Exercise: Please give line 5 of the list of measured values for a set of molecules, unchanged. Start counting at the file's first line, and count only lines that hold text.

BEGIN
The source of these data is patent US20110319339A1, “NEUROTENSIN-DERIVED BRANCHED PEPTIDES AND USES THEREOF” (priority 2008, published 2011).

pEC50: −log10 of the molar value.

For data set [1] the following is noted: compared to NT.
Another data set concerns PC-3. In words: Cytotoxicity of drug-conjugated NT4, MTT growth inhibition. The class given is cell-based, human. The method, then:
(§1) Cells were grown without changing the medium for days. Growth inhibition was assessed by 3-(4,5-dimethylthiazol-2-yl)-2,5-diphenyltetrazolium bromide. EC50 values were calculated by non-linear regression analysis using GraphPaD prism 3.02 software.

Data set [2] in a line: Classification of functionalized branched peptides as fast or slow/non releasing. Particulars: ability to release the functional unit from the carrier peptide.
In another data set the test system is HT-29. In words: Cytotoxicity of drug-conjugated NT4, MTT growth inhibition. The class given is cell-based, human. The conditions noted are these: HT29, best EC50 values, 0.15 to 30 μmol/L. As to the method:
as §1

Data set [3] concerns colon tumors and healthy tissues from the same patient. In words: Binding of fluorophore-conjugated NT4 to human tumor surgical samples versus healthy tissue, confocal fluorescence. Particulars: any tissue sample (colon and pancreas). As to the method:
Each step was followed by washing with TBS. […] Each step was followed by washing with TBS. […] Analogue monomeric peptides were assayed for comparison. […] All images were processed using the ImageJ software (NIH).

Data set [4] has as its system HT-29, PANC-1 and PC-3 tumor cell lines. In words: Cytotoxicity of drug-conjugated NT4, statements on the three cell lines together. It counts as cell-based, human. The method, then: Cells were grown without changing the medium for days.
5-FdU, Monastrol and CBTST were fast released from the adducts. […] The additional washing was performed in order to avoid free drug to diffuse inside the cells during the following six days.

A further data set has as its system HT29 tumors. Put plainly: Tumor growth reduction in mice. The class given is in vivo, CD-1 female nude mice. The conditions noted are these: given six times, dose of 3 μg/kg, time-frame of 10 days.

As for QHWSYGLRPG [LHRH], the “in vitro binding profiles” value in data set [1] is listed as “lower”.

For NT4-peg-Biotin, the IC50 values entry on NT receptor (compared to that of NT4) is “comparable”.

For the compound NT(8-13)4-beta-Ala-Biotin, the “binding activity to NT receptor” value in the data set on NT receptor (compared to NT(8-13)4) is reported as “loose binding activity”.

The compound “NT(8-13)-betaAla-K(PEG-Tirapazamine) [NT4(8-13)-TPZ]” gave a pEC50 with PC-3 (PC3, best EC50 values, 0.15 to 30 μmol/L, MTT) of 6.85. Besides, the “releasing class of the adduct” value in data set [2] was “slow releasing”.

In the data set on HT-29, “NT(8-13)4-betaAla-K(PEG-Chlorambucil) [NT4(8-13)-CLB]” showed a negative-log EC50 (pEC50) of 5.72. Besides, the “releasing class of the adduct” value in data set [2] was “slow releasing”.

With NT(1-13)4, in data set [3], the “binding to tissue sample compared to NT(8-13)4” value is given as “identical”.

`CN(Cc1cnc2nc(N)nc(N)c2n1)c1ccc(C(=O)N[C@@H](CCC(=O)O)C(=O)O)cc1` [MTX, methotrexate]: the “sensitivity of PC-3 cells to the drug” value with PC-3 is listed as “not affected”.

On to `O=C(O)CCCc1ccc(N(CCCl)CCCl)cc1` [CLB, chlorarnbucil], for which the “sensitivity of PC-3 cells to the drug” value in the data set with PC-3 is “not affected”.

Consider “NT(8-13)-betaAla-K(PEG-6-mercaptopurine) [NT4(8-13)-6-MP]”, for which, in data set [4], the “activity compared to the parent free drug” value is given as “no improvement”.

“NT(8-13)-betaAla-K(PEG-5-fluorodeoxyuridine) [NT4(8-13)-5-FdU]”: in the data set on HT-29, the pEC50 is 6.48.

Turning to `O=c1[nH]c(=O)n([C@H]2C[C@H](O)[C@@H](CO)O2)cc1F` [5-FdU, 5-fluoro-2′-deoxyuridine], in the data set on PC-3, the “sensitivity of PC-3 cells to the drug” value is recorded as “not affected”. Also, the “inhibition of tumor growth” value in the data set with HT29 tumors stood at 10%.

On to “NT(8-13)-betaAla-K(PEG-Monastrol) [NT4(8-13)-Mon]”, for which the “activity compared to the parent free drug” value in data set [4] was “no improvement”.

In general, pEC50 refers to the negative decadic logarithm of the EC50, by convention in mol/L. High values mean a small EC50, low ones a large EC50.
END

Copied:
(§1) Cells were grown without changing the medium for days. Growth inhibition was assessed by 3-(4,5-dimethylthiazol-2-yl)-2,5-diphenyltetrazolium bromide. EC50 values were calculated by non-linear regression analysis using GraphPaD prism 3.02 software.